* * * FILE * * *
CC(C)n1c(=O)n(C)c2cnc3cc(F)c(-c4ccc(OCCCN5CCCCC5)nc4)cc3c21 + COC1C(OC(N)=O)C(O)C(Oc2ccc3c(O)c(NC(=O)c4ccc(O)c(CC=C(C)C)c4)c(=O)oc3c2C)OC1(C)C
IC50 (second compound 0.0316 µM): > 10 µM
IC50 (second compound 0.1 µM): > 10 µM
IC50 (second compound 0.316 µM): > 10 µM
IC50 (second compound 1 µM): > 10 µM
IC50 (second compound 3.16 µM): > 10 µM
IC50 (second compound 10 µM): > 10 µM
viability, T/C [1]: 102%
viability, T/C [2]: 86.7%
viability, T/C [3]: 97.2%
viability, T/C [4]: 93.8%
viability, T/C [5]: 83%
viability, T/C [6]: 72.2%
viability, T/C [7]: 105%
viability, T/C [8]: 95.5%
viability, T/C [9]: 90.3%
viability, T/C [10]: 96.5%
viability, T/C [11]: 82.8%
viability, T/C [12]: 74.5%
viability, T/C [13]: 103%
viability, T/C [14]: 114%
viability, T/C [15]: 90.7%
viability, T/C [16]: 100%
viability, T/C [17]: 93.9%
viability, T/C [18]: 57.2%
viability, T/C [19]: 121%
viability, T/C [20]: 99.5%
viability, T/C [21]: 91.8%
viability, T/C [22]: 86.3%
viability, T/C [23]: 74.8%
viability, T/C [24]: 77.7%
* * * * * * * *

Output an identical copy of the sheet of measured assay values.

CC(C)n1c(=O)n(C)c2cnc3cc(F)c(-c4ccc(OCCCN5CCCCC5)nc4)cc3c21 + COC1C(OC(N)=O)C(O)C(Oc2ccc3c(O)c(NC(=O)c4ccc(O)c(CC=C(C)C)c4)c(=O)oc3c2C)OC1(C)C
IC50 (second compound 0.0316 µM): > 10 µM
IC50 (second compound 0.1 µM): > 10 µM
IC50 (second compound 0.316 µM): > 10 µM
IC50 (second compound 1 µM): > 10 µM
IC50 (second compound 3.16 µM): > 10 µM
IC50 (second compound 10 µM): > 10 µM
viability, T/C [1]: 102%
viability, T/C [2]: 86.7%
viability, T/C [3]: 97.2%
viability, T/C [4]: 93.8%
viability, T/C [5]: 83%
viability, T/C [6]: 72.2%
viability, T/C [7]: 105%
viability, T/C [8]: 95.5%
viability, T/C [9]: 90.3%
viability, T/C [10]: 96.5%
viability, T/C [11]: 82.8%
viability, T/C [12]: 74.5%
viability, T/C [13]: 103%
viability, T/C [14]: 114%
viability, T/C [15]: 90.7%
viability, T/C [16]: 100%
viability, T/C [17]: 93.9%
viability, T/C [18]: 57.2%
viability, T/C [19]: 121%
viability, T/C [20]: 99.5%
viability, T/C [21]: 91.8%
viability, T/C [22]: 86.3%
viability, T/C [23]: 74.8%
viability, T/C [24]: 77.7%